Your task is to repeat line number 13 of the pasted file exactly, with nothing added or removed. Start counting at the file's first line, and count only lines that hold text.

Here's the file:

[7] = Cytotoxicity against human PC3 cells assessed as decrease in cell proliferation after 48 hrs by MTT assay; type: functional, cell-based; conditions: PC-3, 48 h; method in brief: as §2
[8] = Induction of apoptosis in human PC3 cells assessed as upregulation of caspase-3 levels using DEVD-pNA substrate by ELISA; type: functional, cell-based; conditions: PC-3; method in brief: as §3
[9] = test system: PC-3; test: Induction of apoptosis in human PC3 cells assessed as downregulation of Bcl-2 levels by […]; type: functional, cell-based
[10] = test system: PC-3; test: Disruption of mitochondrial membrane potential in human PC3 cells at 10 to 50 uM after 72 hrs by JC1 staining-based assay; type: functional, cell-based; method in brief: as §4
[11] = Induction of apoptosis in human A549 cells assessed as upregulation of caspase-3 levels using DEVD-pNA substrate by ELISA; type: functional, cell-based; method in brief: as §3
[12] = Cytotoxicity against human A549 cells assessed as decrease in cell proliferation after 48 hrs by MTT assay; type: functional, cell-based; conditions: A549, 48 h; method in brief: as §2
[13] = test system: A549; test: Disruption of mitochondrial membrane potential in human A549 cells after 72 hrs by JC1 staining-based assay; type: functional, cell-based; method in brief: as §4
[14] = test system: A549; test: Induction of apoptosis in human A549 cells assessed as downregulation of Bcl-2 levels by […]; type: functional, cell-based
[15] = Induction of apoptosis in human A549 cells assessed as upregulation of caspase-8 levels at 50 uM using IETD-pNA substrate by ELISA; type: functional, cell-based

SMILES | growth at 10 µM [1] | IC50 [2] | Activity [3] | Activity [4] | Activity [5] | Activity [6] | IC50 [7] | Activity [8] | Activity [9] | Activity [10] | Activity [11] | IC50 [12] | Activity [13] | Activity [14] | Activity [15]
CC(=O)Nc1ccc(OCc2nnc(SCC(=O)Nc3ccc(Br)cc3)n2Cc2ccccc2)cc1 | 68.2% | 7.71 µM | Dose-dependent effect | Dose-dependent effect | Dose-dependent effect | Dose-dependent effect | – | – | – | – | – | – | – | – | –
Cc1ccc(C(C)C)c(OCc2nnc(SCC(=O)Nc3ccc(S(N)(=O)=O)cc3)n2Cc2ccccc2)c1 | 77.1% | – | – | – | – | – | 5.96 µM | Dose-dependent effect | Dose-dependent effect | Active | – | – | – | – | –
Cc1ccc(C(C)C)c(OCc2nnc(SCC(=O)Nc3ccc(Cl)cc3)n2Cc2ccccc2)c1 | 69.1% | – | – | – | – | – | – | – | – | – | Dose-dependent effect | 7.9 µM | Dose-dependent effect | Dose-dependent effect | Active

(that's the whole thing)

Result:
Cc1ccc(C(C)C)c(OCc2nnc(SCC(=O)Nc3ccc(Cl)cc3)n2Cc2ccccc2)c1 | 69.1% | – | – | – | – | – | – | – | – | – | Dose-dependent effect | 7.9 µM | Dose-dependent effect | Dose-dependent effect | Active